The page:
Sen. Hillary Clinton made her second appearance in Western Pennsylvania Tuesday at the Pitt Greensburg campus.
Hosted by Pi Sigma Alpha, a political honor society and the Student Government Association, Clinton's rally in the Chambers Hall gymnasium was themed, "Solutions for America."
Her solutions were centered on the economy.
"It's time we had a president who cared more about Westmoreland County than Wall Street," she said.
In more of a talk-show format than a rally, Clinton sat down with two local couples on stage and talked about how to improve the quality of life for middle-class Americans and the "sandwich generation," those taking care of their parents and children at the same time.
Both couples agreed their finances were better under Bill Clinton's administration, and said the rising costs of fuel and education were severely damaging to their families.
The first couple was from Latrobe and owned a small trucking business as well as a janitorial and cleaning business. Both the husband and wife have also held other jobs over the years to make ends meet. They spoke of the difficulties facing them and their two sons, especially the crisis of rising diesel fuel prices.
Clinton said the answer is to become more energy independent.
"It's shocking that we are now more dependent on foreign oil than we were on 9/11," she said. "And remember who the hijackers were and where they were from."
The second couple on stage had been married for 56 years. They discussed their struggles with Social Security and retirement.
"He's spending his pension to heat his home," Clinton said, referring to the man sitting to her left. "That's not what you plan for when you retire."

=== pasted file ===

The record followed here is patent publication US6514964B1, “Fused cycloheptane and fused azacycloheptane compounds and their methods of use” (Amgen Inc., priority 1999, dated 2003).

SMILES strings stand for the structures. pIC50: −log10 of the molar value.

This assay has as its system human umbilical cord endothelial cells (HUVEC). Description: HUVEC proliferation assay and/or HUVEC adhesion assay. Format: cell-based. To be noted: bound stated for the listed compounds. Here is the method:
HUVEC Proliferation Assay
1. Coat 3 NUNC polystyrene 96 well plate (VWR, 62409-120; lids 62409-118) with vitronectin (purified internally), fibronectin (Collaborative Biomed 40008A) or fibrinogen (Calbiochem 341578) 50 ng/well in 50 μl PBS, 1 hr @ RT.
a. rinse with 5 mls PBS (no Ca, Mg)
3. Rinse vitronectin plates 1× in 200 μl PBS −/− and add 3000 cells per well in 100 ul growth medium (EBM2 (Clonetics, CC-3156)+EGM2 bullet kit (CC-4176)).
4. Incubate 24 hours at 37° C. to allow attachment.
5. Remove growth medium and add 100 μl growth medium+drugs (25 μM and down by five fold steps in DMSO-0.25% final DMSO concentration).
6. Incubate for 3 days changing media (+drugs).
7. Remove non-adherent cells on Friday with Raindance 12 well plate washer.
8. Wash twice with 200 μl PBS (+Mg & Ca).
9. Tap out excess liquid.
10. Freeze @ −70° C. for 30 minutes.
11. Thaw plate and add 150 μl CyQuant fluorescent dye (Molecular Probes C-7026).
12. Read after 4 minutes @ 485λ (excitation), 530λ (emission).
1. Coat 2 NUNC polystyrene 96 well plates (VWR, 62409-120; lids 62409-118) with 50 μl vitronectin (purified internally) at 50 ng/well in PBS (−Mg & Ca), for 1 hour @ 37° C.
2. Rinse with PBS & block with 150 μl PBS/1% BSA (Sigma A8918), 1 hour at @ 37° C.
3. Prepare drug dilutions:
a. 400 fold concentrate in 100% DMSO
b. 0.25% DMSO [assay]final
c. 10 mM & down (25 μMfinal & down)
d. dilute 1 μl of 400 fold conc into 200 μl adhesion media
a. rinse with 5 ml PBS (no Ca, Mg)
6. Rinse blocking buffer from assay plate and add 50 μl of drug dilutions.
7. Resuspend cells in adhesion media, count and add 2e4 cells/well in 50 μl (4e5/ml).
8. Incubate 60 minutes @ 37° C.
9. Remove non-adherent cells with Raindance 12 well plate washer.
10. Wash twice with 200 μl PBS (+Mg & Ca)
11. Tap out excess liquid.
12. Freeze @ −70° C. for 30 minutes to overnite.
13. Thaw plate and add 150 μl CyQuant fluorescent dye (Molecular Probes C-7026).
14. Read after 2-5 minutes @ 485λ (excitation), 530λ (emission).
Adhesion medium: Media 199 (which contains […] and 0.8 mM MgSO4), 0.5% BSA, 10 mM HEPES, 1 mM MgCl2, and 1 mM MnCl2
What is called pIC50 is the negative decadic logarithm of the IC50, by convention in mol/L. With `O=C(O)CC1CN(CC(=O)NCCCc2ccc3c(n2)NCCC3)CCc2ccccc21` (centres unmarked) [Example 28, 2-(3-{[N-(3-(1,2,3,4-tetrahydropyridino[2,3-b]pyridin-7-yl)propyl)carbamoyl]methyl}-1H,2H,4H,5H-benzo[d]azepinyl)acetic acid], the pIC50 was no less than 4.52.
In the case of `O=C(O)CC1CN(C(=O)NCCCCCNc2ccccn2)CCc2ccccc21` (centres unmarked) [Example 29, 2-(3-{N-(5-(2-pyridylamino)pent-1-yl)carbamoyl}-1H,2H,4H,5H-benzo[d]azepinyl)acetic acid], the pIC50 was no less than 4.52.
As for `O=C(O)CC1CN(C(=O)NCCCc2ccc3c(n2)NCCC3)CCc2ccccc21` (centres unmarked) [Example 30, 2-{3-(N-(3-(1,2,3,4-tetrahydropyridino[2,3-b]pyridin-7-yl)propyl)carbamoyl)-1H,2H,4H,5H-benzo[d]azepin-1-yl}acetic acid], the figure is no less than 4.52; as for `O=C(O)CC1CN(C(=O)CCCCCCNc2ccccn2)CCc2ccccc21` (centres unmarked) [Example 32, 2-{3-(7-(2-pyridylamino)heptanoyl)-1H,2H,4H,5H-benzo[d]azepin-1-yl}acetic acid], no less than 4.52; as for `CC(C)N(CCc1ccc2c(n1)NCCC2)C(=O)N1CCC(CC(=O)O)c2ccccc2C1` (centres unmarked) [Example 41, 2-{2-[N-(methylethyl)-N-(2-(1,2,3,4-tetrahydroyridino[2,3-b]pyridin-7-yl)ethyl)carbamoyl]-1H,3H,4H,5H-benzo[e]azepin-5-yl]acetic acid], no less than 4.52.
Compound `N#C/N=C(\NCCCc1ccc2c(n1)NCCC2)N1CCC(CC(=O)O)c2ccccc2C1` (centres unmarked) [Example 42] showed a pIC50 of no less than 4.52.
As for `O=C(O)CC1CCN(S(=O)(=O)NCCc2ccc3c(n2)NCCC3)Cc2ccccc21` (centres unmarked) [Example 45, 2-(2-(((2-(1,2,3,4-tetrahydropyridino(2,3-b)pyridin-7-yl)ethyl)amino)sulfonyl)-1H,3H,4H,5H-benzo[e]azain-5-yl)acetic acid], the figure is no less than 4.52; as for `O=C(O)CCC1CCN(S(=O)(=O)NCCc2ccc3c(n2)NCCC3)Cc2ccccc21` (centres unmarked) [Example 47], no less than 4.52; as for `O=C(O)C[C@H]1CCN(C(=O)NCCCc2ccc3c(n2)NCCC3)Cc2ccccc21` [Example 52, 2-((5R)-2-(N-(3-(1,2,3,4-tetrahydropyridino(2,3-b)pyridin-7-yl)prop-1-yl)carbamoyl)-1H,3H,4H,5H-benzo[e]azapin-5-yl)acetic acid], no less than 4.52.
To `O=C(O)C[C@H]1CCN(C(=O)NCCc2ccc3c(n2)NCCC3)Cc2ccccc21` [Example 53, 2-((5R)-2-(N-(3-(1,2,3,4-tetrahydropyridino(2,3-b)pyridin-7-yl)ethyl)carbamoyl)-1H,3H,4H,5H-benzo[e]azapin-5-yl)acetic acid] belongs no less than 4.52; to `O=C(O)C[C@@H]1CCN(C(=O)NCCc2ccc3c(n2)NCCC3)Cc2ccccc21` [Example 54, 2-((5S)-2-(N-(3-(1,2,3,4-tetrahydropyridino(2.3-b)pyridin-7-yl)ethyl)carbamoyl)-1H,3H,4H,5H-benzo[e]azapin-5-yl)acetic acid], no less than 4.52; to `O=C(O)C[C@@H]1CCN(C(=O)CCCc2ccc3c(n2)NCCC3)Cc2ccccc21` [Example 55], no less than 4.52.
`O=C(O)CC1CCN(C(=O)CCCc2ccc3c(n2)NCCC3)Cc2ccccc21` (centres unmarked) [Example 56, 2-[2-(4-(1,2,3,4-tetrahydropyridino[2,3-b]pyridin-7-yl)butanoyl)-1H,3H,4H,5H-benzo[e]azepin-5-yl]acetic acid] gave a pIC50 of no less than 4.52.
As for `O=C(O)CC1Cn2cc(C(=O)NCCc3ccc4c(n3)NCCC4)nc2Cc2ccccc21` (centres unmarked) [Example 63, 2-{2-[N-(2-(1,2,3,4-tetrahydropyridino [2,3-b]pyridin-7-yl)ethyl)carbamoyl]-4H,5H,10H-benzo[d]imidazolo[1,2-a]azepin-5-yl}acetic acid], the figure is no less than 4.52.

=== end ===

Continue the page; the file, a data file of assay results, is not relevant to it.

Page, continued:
Clinton related to the families, referencing her childhood when she, her brothers and her mother would help her dad with the family fabric business.
She also said Pennsylvania has a "special place" in her heart because her father lived in Scranton and played football at Penn State, as did her brother.
Clinton has seen support from many Pennsylvanians, including Gov. Ed Rendell, who appeared with Clinton to kick off the event.
Later, when asked if Rendell would play a part in a Clinton administration, she said it was a bit premature to talk about that. She did say that she is a "big fan" of Rendell and he is "an exceptional leader."
After the public forum, Clinton answered questions regarding Sen. Barack Obama's pastor, Jeremiah A. Wright Jr.
While Clinton frequently referenced Sen. John McCain's poor plan to privatize social security during her speech, the private Q&A was one of the few times she mentioned Obama all afternoon.
"We don't have a choice when it comes to our relatives, but we have a choice as to who our pastor is," she said.
The event was first-come, first-serve, and a long zigzag of people waited outside the doors for hours before the event began. The line weaved all throughout the campus of 1,700 students. Not everyone was admitted to the small gymnasium.
Aaron Slafka, Greensburg's student government president, said Clinton's campaign contacted the campus Friday about her visit, but student volunteers were plentiful in getting ready for the candidate.
"It's a great feeling that she can come here and hear what we have to say," Slafka said. "There was a lot of support, and it went off without a hitch."
Clinton said there has been an increase in young voter registration in Pennsylvania, and she said she felt her numbers there were getting better.
"I was very pleased with the response I've gotten from young people," she said. "This is an exciting election."
She also said she's ot going to give up the race prematurely.
"There are some in Washington and there are some in the media who want this race to be over," she said. "There are some who don't seem to think we need to hear the voices of people in Pennsylvania or North Carolina or Montana or any other state who hasn't had their chance to vote.
"I think everyone deserves to be heard. We still have 10 contests and millions of people to go."
© 2008 The Pitt News via U-WIRE